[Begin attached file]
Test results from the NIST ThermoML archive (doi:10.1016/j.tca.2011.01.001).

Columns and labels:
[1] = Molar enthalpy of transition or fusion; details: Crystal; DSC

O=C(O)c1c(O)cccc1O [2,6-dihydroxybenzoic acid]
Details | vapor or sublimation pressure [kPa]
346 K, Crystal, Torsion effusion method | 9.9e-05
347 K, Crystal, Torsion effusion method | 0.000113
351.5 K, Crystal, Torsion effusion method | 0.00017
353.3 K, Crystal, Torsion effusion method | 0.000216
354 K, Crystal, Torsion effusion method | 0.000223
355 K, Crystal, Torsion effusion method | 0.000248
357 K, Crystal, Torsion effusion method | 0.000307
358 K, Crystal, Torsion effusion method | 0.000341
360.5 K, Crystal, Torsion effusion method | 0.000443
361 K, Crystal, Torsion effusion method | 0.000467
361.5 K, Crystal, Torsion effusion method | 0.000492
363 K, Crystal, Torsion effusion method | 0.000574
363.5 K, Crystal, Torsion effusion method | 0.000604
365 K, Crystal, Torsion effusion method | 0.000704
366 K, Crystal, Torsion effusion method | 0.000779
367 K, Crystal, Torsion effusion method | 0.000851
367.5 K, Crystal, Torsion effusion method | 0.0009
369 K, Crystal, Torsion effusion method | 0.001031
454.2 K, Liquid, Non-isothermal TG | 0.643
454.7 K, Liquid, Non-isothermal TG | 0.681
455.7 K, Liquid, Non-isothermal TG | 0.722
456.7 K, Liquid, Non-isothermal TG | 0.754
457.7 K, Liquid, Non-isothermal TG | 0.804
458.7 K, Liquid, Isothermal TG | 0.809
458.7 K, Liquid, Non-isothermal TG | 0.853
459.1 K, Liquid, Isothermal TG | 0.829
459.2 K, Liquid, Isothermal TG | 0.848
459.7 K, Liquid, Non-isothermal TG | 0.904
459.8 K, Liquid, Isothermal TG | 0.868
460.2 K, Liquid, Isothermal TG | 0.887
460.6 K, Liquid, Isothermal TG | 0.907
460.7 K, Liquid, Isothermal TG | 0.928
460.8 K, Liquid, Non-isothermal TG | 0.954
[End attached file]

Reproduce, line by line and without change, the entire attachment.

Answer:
Test results from the NIST ThermoML archive (doi:10.1016/j.tca.2011.01.001).

Columns and labels:
[1] = Molar enthalpy of transition or fusion; details: Crystal; DSC

O=C(O)c1c(O)cccc1O [2,6-dihydroxybenzoic acid]
Details | vapor or sublimation pressure [kPa]
346 K, Crystal, Torsion effusion method | 9.9e-05
347 K, Crystal, Torsion effusion method | 0.000113
351.5 K, Crystal, Torsion effusion method | 0.00017
353.3 K, Crystal, Torsion effusion method | 0.000216
354 K, Crystal, Torsion effusion method | 0.000223
355 K, Crystal, Torsion effusion method | 0.000248
357 K, Crystal, Torsion effusion method | 0.000307
358 K, Crystal, Torsion effusion method | 0.000341
360.5 K, Crystal, Torsion effusion method | 0.000443
361 K, Crystal, Torsion effusion method | 0.000467
361.5 K, Crystal, Torsion effusion method | 0.000492
363 K, Crystal, Torsion effusion method | 0.000574
363.5 K, Crystal, Torsion effusion method | 0.000604
365 K, Crystal, Torsion effusion method | 0.000704
366 K, Crystal, Torsion effusion method | 0.000779
367 K, Crystal, Torsion effusion method | 0.000851
367.5 K, Crystal, Torsion effusion method | 0.0009
369 K, Crystal, Torsion effusion method | 0.001031
454.2 K, Liquid, Non-isothermal TG | 0.643
454.7 K, Liquid, Non-isothermal TG | 0.681
455.7 K, Liquid, Non-isothermal TG | 0.722
456.7 K, Liquid, Non-isothermal TG | 0.754
457.7 K, Liquid, Non-isothermal TG | 0.804
458.7 K, Liquid, Isothermal TG | 0.809
458.7 K, Liquid, Non-isothermal TG | 0.853
459.1 K, Liquid, Isothermal TG | 0.829
459.2 K, Liquid, Isothermal TG | 0.848
459.7 K, Liquid, Non-isothermal TG | 0.904
459.8 K, Liquid, Isothermal TG | 0.868
460.2 K, Liquid, Isothermal TG | 0.887
460.6 K, Liquid, Isothermal TG | 0.907
460.7 K, Liquid, Isothermal TG | 0.928
460.8 K, Liquid, Non-isothermal TG | 0.954